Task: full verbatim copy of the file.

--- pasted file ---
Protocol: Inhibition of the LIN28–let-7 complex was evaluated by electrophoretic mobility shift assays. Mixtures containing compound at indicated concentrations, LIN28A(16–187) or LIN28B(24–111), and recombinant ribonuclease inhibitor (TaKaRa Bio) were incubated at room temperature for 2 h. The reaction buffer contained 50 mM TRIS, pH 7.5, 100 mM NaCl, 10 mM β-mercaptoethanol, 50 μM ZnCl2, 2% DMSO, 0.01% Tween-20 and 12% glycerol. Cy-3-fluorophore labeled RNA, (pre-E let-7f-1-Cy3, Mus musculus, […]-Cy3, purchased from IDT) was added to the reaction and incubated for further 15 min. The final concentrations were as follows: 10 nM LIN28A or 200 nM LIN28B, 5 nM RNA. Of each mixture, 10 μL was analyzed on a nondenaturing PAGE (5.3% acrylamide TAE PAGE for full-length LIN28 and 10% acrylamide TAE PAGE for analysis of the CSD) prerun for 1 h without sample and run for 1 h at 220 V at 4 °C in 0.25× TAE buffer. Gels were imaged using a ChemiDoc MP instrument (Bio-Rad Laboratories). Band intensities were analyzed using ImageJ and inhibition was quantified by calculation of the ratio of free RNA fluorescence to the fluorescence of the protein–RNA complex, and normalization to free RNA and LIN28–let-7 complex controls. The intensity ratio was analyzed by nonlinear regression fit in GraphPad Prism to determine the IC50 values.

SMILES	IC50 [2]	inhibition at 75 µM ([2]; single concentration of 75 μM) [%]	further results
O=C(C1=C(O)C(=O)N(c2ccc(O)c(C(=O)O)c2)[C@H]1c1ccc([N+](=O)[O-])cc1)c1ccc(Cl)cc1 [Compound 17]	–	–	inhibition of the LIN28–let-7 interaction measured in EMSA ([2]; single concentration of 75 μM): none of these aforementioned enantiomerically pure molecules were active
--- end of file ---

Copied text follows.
Protocol: Inhibition of the LIN28–let-7 complex was evaluated by electrophoretic mobility shift assays. Mixtures containing compound at indicated concentrations, LIN28A(16–187) or LIN28B(24–111), and recombinant ribonuclease inhibitor (TaKaRa Bio) were incubated at room temperature for 2 h. The reaction buffer contained 50 mM TRIS, pH 7.5, 100 mM NaCl, 10 mM β-mercaptoethanol, 50 μM ZnCl2, 2% DMSO, 0.01% Tween-20 and 12% glycerol. Cy-3-fluorophore labeled RNA, (pre-E let-7f-1-Cy3, Mus musculus, […]-Cy3, purchased from IDT) was added to the reaction and incubated for further 15 min. The final concentrations were as follows: 10 nM LIN28A or 200 nM LIN28B, 5 nM RNA. Of each mixture, 10 μL was analyzed on a nondenaturing PAGE (5.3% acrylamide TAE PAGE for full-length LIN28 and 10% acrylamide TAE PAGE for analysis of the CSD) prerun for 1 h without sample and run for 1 h at 220 V at 4 °C in 0.25× TAE buffer. Gels were imaged using a ChemiDoc MP instrument (Bio-Rad Laboratories). Band intensities were analyzed using ImageJ and inhibition was quantified by calculation of the ratio of free RNA fluorescence to the fluorescence of the protein–RNA complex, and normalization to free RNA and LIN28–let-7 complex controls. The intensity ratio was analyzed by nonlinear regression fit in GraphPad Prism to determine the IC50 values.

SMILES	IC50 [2]	inhibition at 75 µM ([2]; single concentration of 75 μM) [%]	further results
O=C(C1=C(O)C(=O)N(c2ccc(O)c(C(=O)O)c2)[C@H]1c1ccc([N+](=O)[O-])cc1)c1ccc(Cl)cc1 [Compound 17]	–	–	inhibition of the LIN28–let-7 interaction measured in EMSA ([2]; single concentration of 75 μM): none of these aforementioned enantiomerically pure molecules were active